MINOOKA — More than 500 volunteers from five local churches measured and packaged enough food in one day to feed 272 starving children for an entire year.
By working together, parishioners from Minooka Bible Church, Village Christian Church, Resurrection Lutheran, Grace Baptist and First Baptist of Minooka filled, sealed, labeled and packed 101,088 packets that will make more than 600,000 tasty, one-dish meals for malnourished children around the globe.
The food packets are designed by food scientists to provide malnourished children with the proper amounts of 21 vitamins and minerals, protein and carbohydrates. The organization that puts it all together is Feed My Starving Children (FMSC).
For the second year, the churches joined forces to be a conduit for FMSC. The organization, with locations in Illinois, Minnesota and Texas, is a non-profit Christian group whose mission is to feed the starving children of the world.
FMSC partners with local churches, as they did at Minooka Bible Church on April 20, to do the labor needed to package the meals. FMSC provides the food – which, in this instance, included rice, soy protein, dehydrated vegetables, vitamins and flavoring — and the churches or community organizations provide the manpower.
When Chris Trivisonno of Village Christian Church first went to his pastor with the idea last year, Nate Ferguson wasn’t so sure they could pull it off.
“We had been thinking and praying about it ourselves. I didn’t think we could do it; I said let’s call Arol (McFadden, pastor at Minooka Bible Church),” Ferguson said. “We found a couple other churches that wanted to jump in and we pulled it off.”
As a matter of fact, so many people answered the call to help they actually had to turn volunteers away.
While different churches have different nuances and styles, there’s no reason why they can’t join together for the greater good, said McFadden. There’s no disagreement that feeding starving children is something Jesus would want.
“We recognize we have differences, but that’s all on the back burner compared to the reality of what Jesus wants from us,” McFadden said. “We need to unite and work together, and do what Jesus wants us to do, and this is one of those things.”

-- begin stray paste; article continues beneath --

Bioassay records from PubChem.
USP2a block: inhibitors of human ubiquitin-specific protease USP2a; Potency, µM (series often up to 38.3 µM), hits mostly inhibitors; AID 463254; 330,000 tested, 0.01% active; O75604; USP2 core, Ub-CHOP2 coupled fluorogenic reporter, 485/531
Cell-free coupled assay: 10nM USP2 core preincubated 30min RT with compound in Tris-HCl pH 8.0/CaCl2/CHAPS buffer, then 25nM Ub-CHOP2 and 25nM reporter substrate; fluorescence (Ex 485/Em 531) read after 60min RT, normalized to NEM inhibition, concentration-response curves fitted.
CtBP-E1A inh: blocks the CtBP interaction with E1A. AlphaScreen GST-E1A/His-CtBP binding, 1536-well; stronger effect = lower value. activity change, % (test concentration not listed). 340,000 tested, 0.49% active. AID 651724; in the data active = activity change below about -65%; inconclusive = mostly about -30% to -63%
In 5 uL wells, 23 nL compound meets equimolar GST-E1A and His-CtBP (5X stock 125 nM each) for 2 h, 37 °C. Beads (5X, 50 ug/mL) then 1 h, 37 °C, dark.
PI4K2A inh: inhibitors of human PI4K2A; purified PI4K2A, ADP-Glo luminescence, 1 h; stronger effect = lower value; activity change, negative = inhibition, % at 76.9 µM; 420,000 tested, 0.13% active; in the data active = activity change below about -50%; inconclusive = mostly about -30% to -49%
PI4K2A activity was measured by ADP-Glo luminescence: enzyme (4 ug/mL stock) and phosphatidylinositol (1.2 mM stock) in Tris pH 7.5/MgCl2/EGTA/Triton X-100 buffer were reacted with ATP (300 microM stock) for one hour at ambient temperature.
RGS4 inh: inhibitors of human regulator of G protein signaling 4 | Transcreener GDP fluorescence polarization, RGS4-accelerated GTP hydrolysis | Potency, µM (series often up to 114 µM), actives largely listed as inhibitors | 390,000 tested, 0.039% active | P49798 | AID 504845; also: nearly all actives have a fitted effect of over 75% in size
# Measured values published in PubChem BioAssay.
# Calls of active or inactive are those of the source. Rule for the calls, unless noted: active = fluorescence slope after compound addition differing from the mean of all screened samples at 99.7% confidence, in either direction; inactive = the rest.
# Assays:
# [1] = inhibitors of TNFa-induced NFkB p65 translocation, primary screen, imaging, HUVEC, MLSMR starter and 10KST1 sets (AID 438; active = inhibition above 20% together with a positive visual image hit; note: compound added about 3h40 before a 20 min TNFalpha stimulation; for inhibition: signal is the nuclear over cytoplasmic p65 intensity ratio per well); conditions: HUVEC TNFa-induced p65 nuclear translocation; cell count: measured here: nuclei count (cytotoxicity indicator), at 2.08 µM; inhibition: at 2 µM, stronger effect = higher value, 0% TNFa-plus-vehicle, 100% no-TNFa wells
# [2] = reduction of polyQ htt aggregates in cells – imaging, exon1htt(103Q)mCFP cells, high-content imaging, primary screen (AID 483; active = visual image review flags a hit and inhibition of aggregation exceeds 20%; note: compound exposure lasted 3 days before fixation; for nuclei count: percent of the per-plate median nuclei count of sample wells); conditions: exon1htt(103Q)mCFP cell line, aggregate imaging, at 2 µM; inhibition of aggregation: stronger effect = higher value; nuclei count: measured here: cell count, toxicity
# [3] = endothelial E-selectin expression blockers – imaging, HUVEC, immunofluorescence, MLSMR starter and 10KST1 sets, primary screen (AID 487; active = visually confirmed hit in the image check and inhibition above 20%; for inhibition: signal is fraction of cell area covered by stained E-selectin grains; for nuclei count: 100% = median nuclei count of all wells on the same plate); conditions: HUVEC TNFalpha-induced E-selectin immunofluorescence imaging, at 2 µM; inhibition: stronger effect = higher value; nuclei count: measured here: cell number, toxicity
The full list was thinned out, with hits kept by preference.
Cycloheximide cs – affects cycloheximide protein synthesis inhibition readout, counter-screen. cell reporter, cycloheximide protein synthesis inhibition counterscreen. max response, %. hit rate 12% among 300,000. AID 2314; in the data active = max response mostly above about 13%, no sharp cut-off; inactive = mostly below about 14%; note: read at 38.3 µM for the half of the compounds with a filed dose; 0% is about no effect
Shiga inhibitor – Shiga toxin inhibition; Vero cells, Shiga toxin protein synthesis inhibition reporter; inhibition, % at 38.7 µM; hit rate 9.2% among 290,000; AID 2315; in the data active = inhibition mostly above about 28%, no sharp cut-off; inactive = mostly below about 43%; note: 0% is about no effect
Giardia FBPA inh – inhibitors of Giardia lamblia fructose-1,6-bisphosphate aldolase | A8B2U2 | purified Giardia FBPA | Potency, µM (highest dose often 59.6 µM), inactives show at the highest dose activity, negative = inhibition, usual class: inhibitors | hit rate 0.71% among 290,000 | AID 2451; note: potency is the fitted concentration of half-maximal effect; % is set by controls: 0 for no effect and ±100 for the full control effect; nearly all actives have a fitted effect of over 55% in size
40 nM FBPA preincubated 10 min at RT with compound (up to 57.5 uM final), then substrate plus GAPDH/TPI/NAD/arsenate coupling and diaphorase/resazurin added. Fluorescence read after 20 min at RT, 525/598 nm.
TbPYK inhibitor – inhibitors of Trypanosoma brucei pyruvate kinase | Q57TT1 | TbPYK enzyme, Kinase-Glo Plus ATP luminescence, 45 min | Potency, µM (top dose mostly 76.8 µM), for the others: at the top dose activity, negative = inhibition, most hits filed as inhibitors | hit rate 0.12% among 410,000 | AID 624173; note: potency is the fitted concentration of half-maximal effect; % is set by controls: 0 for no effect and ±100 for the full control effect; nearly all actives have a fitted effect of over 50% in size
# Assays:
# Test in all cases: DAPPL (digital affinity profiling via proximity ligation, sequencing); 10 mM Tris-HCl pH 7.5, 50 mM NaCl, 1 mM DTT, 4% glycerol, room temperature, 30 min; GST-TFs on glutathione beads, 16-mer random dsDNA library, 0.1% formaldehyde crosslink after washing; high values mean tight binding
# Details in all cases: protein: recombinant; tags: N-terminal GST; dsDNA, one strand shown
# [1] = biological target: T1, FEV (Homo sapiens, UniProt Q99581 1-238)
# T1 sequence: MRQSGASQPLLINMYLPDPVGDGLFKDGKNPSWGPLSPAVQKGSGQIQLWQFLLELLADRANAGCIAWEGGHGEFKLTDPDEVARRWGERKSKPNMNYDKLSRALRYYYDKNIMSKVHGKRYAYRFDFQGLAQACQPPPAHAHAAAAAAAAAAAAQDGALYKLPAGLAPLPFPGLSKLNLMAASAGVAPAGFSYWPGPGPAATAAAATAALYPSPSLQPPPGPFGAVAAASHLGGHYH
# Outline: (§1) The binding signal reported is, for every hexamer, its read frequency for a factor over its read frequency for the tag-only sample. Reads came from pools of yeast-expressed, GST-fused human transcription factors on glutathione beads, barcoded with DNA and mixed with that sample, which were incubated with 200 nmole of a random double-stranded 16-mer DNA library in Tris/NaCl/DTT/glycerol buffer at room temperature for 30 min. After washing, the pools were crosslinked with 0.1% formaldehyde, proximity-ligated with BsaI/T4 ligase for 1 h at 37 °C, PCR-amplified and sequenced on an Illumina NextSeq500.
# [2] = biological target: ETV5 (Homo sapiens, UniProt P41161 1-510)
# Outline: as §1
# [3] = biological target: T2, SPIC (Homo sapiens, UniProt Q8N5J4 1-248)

Each Manna Rice packet costs 22 cents to produce. Together, the churches paid $22,000 out of their own pockets to pay the cost of this year’s event, said Trivisonno.
“All the churches come together and take the money out of their mission funds or hold fundraisers,” Trivisonno said. “This is great because you have people from your own community.”
Groups of assembly lines were set up in the church’s worship center turned packing room. Each crew member had a task, from measuring one of the ingredients into the bag or manning the food funnel, to sealing, labeling and packing the food into boxes.
“Warehouse workers,” roamed the floor and were ready in an instant to fill the needs of the assembly line workers, whether it was refilling ingredients or taking away filled boxes.
To keep the process moving along smoothly, assembly workers yelled out what they needed by making up their own cheers.
“Hey, hey, we’re all done; come over here and get you some,” chanted one group each time they filled a box and had it ready to be taped shut and loaded on a pallet.
The three FMSC employees encouraged assembly workers from the stage and created fun challenges to keep the mood upbeat and fun.
“We don’t use any kind of machinery, just volunteers,” said Ursula Maley, Mobile Pack Supervisor for FMSC. “It’s light-hearted.”
Seventy-five percent of volunteers from FMSC are under the age of 12, Maley said, which makes it a perfect event for families and children.